I am already getting hungry.
This Wednesday afternoon isn’t working out like it normally does. Usually after we volunteer a few hours, Kay and I go to Zaxby’s for chicken. Or I meet up with Jeff for supper. Or I just go home and eat leftovers.
But Kay is busy with her daughter’s UAB tour this Wednesday. Jeff is in Denver all week for business.
And I’m asked to do one more thing before I go home. I do it.
Then can you go this one more place? I go.
Oh, and now this. Okay. But now my stomach is grumbling loudly.
That means my heart isn’t far behind.
I am getting desperate. I haven’t had food in, like, 5 hours. Sad, I know.
And I’ve just committed to a two hour task.
Part of it requires an errand to Dollar General—where there is food.
I buy a can of Pringles (original flavor, still the best) and a Minute Maid lemonade. It’s supper. Woe is me. It’ll have to do.
I pop the lid, down a few chips, and drive to the next stop.
The rest of the night flies by. Finally I’m heading home down Memorial Parkway. Remembering I never really had supper, I eat a few more Pringles as consolation.
Until I get to the stoplight at University Drive.
It’s almost 9 p.m. Usually the homeless aren’t as visible after the sun sets, but here is a man in his late 30’s, still working his sign.
I look around my front seat. I have nothing.
Well, except this half-eaten can of Pringles.
I click my car doors locked, then I make eye contact with the man. He catches my glance immediately.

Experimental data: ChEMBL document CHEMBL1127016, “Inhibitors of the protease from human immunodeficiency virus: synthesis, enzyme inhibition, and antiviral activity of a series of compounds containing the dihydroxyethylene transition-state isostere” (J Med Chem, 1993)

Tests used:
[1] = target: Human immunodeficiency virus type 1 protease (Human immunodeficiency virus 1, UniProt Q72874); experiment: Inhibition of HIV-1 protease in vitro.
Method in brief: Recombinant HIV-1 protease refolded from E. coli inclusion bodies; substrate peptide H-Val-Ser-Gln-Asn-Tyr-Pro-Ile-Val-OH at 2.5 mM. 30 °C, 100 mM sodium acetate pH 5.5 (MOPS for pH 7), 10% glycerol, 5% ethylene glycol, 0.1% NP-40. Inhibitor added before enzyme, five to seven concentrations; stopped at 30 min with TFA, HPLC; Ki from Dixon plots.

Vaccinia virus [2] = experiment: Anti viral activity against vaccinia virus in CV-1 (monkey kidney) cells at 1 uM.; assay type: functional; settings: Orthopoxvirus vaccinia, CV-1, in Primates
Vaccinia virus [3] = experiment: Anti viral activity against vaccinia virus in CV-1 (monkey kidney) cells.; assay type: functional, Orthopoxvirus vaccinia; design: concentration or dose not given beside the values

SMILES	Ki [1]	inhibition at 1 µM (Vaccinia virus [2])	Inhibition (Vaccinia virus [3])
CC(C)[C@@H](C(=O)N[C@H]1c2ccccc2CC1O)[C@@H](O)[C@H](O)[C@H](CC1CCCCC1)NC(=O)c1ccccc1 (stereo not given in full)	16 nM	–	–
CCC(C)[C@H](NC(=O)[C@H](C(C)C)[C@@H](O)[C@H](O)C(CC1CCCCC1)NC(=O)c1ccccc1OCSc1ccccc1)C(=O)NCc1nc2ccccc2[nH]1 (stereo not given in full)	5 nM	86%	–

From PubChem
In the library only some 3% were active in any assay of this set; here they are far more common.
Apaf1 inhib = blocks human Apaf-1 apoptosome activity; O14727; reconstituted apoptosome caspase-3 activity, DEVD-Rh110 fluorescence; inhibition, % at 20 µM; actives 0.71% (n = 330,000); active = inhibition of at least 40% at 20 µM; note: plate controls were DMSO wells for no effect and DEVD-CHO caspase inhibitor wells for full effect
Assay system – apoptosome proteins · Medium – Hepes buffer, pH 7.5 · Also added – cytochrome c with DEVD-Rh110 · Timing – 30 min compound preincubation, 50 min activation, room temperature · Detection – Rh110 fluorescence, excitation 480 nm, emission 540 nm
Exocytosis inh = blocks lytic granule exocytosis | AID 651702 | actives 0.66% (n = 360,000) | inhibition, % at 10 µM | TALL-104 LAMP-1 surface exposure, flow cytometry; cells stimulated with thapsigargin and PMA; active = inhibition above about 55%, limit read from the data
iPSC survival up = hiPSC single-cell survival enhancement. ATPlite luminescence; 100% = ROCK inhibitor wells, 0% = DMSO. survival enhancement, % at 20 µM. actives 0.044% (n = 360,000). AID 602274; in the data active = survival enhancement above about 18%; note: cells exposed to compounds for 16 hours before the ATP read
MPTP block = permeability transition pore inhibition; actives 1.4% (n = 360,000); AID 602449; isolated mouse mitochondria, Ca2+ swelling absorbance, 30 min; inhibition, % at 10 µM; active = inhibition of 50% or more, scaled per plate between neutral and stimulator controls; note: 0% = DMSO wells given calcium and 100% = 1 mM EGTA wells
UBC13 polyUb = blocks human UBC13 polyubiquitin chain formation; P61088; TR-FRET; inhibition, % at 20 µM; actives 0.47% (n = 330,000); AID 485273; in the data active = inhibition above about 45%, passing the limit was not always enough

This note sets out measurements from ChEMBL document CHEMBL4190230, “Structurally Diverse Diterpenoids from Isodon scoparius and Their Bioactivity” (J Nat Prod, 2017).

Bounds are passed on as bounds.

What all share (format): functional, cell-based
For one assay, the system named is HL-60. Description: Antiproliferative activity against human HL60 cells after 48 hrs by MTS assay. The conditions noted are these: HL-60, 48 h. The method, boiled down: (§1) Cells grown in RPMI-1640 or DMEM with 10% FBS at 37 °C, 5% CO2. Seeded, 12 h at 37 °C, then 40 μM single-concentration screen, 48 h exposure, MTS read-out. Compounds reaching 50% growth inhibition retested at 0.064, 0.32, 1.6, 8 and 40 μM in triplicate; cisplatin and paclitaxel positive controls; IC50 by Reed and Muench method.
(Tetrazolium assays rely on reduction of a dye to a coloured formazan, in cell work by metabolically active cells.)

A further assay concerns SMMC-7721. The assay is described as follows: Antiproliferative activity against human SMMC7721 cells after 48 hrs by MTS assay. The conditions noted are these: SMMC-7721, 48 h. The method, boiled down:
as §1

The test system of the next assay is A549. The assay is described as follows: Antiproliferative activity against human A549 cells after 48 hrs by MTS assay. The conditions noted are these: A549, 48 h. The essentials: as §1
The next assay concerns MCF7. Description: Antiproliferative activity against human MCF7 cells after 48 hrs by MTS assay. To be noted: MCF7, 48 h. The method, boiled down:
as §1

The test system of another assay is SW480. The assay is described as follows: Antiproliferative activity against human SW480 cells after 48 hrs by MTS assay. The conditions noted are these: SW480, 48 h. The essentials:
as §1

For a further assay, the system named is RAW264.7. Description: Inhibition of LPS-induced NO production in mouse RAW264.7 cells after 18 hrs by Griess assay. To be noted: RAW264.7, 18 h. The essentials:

I roll down my window. Hey, it’s not much, but it’s all I’ve got. You can have it.
He walks to me and takes the can. He asks can I give him a dollar, too? I say, Sorry, no. He starts talking. He’s not adjusting well to civilian life, he says. I say again, I’m sorry. And I am.
My light turns green. I roll up my window. I drive away.
I watch the guy in my rear-view mirror. He sets down the can of Pringles without eating a single one.
Maybe he’s saving them for later. Or maybe he doesn’t want them at all. I mean, a can of Pringles? My feelings aren’t hurt.
But maybe it doesn’t matter either way. He’ll survive with or without them.
And God says to me:
So will you.
Perhaps giving away the Pringles was more for my good than the man’s.
Perhaps the divine appointment wasn’t to help him, but to help me.
Perhaps God wants me hungry.
So I’ll know the feeling.
So I’ll open up to a greater variety of resources he wants to provide.
And so I’ll share them with other hungry people.
If God hadn’t let me go without a real dinner tonight, I wouldn’t even have had chips to give away.
I’d have had nothing.
And I would have avoided eye contact with the stranger. I would not have connected at all.
And maybe most importantly, I would not have come full-circle with my own hunger. And God’s provision.
But instead, God let me get empty hours earlier so I’d buy shareable food with chump change, not knowing he’d use it most at 9:00 that night. . . .
. . . not to feed the homeless, but to feed my soul.
It’s not about my stomach, is it?
It’s about my heart.
Keep me hungry there.
In my hunger, open my eyes.
In my poverty, fill my heart.
In my riches, unclench my grip.
* * *
Have you been hungry lately? How have you seen God provide? Let’s talk in the comments.
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